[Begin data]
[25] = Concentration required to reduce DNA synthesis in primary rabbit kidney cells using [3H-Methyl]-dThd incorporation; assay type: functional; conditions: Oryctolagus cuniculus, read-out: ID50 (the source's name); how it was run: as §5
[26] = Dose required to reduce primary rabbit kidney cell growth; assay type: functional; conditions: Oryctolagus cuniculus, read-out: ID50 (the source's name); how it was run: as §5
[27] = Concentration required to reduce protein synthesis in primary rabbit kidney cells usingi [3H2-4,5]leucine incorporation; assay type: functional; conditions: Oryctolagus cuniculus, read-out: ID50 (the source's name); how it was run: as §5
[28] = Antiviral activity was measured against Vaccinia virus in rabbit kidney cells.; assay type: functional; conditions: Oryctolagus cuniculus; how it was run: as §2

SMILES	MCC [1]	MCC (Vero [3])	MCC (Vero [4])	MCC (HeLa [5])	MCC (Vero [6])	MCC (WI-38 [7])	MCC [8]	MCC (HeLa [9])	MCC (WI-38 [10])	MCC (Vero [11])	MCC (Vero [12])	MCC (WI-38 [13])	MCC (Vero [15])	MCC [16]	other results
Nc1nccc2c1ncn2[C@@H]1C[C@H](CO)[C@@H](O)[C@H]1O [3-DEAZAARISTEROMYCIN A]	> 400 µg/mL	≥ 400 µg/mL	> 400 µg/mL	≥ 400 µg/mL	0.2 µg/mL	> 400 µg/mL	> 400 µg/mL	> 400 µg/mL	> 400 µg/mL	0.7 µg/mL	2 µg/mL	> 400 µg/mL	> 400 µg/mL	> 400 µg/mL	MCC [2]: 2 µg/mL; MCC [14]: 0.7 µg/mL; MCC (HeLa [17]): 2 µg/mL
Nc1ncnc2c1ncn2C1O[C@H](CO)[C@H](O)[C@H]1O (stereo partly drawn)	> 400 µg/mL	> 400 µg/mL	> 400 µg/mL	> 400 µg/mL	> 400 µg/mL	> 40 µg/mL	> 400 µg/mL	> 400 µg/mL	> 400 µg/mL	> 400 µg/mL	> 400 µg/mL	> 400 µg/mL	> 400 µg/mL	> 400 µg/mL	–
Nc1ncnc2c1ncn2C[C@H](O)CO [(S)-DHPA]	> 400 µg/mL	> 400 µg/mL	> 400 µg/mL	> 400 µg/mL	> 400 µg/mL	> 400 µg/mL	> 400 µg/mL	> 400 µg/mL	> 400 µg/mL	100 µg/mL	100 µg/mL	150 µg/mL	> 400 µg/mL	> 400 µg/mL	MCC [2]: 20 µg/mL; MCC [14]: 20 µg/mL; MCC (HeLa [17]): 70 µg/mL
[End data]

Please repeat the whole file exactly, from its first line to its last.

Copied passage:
[25] = Concentration required to reduce DNA synthesis in primary rabbit kidney cells using [3H-Methyl]-dThd incorporation; assay type: functional; conditions: Oryctolagus cuniculus, read-out: ID50 (the source's name); how it was run: as §5
[26] = Dose required to reduce primary rabbit kidney cell growth; assay type: functional; conditions: Oryctolagus cuniculus, read-out: ID50 (the source's name); how it was run: as §5
[27] = Concentration required to reduce protein synthesis in primary rabbit kidney cells usingi [3H2-4,5]leucine incorporation; assay type: functional; conditions: Oryctolagus cuniculus, read-out: ID50 (the source's name); how it was run: as §5
[28] = Antiviral activity was measured against Vaccinia virus in rabbit kidney cells.; assay type: functional; conditions: Oryctolagus cuniculus; how it was run: as §2

SMILES	MCC [1]	MCC (Vero [3])	MCC (Vero [4])	MCC (HeLa [5])	MCC (Vero [6])	MCC (WI-38 [7])	MCC [8]	MCC (HeLa [9])	MCC (WI-38 [10])	MCC (Vero [11])	MCC (Vero [12])	MCC (WI-38 [13])	MCC (Vero [15])	MCC [16]	other results
Nc1nccc2c1ncn2[C@@H]1C[C@H](CO)[C@@H](O)[C@H]1O [3-DEAZAARISTEROMYCIN A]	> 400 µg/mL	≥ 400 µg/mL	> 400 µg/mL	≥ 400 µg/mL	0.2 µg/mL	> 400 µg/mL	> 400 µg/mL	> 400 µg/mL	> 400 µg/mL	0.7 µg/mL	2 µg/mL	> 400 µg/mL	> 400 µg/mL	> 400 µg/mL	MCC [2]: 2 µg/mL; MCC [14]: 0.7 µg/mL; MCC (HeLa [17]): 2 µg/mL
Nc1ncnc2c1ncn2C1O[C@H](CO)[C@H](O)[C@H]1O (stereo partly drawn)	> 400 µg/mL	> 400 µg/mL	> 400 µg/mL	> 400 µg/mL	> 400 µg/mL	> 40 µg/mL	> 400 µg/mL	> 400 µg/mL	> 400 µg/mL	> 400 µg/mL	> 400 µg/mL	> 400 µg/mL	> 400 µg/mL	> 400 µg/mL	–
Nc1ncnc2c1ncn2C[C@H](O)CO [(S)-DHPA]	> 400 µg/mL	> 400 µg/mL	> 400 µg/mL	> 400 µg/mL	> 400 µg/mL	> 400 µg/mL	> 400 µg/mL	> 400 µg/mL	> 400 µg/mL	100 µg/mL	100 µg/mL	150 µg/mL	> 400 µg/mL	> 400 µg/mL	MCC [2]: 20 µg/mL; MCC [14]: 20 µg/mL; MCC (HeLa [17]): 70 µg/mL